1The Chinese University Of Hong Kong, Shatin, Hong Kong
Scholarly discourse on the future of Beijing opera is typically preoccupied with its past. Historically authentic performance is frequently acknowledged as necessary to maintain the ethos of the opera, whilst contemporary developments are deemed as needed and fraught over as a threat to the genre’s historicity. The regular invocation of history therefore constructs the genre as a narrow field of criteria which limits performer creativity to a binary standard of conformity or deviation. However, this vision of opera does not reflect the reality of present-day performance which instead exhibits the genre as locally constructed through a multitude of amateur and professional performance strategies and philosophies that provide alternative understandings of the meaning and relevance of Beijing opera in contemporary China. By exploring how authority is established, I argue that scholars must acknowledge Beijing opera as a site of multiplicity and the agency of its performers if we are to produce a more nuanced understanding of the historical, political, and aesthetic parameters of the genre. Approaching Beijing opera in this way can enable a more reflexive negotiation of our expectations and subsequently help further motivate the agency of performers rather than constrain them in a restrictive dichotomy.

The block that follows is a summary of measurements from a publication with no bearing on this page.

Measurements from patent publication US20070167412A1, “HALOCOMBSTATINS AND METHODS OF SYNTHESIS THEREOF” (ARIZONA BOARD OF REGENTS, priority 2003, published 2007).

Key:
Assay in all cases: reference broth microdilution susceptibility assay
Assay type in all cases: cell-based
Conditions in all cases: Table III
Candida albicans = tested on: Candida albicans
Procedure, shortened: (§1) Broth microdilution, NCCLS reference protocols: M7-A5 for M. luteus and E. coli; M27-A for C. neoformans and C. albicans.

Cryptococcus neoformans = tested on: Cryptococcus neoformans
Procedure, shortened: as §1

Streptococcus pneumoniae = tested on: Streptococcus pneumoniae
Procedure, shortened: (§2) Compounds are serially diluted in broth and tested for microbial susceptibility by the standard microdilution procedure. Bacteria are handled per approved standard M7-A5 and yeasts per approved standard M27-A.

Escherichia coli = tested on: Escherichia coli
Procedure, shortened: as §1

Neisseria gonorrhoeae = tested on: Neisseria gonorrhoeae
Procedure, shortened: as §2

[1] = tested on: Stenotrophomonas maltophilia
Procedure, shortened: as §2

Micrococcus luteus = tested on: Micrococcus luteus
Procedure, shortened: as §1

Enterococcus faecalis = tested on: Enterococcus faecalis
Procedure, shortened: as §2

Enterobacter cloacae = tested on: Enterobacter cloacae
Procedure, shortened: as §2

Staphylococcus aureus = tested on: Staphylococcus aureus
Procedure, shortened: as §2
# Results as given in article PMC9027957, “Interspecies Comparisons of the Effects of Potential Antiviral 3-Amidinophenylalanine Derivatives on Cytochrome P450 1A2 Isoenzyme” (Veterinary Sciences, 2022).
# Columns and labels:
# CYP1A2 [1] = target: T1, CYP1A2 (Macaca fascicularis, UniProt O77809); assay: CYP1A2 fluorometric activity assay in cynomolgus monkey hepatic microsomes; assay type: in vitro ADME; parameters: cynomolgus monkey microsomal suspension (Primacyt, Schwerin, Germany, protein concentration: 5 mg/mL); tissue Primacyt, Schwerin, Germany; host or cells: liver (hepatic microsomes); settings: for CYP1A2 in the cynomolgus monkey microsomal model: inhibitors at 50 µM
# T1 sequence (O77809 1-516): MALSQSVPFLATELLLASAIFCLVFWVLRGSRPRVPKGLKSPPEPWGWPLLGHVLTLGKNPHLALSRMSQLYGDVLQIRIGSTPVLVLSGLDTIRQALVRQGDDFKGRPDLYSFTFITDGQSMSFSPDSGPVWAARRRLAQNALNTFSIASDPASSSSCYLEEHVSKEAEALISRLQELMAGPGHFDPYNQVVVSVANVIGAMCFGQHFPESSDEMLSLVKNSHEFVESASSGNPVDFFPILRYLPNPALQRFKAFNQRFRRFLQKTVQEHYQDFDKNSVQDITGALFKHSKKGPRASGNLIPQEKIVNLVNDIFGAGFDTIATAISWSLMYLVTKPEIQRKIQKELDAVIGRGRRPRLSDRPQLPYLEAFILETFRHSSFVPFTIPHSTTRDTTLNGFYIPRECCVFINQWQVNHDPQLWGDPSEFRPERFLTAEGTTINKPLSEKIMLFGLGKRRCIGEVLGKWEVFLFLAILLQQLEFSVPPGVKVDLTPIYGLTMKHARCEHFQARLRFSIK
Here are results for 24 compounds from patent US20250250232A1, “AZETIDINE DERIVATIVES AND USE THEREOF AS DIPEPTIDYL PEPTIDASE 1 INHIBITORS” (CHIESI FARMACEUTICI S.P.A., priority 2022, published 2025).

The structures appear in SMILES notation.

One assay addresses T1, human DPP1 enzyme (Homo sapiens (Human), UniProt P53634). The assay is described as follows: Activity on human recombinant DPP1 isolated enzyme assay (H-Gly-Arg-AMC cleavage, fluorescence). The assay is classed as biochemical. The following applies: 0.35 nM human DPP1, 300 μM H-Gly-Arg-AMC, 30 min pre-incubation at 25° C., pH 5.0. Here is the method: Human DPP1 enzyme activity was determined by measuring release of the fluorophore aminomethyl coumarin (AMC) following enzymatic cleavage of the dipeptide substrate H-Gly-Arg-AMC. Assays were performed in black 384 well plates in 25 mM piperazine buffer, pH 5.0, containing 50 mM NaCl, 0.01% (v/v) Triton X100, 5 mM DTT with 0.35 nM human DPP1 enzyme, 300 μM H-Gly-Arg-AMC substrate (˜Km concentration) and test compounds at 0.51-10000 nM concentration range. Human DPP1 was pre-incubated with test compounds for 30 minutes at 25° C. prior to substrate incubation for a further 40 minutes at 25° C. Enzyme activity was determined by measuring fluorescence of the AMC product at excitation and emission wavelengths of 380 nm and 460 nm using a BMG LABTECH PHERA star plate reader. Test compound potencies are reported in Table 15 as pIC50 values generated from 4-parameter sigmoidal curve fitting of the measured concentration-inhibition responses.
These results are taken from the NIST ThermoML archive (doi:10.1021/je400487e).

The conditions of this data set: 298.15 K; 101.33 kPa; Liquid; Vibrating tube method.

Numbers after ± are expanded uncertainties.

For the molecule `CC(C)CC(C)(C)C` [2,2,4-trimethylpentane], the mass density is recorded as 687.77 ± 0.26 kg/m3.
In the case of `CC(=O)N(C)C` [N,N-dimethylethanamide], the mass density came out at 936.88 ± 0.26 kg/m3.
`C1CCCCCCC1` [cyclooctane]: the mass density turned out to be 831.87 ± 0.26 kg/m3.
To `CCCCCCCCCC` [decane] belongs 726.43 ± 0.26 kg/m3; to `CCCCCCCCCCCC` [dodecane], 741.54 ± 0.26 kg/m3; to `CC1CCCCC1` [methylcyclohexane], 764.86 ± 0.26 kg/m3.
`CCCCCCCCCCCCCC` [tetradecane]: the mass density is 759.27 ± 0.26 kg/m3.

Matthew Haywood is currently an Ethnomusicology PhD student at the Chinese University of Hong Kong supervised by Frederick Lau. His research explores contemporary amateur performances of Beijing opera. He has received an MMus in Ethnomusicology from SOAS and a BA in Music from the University of Cambridge.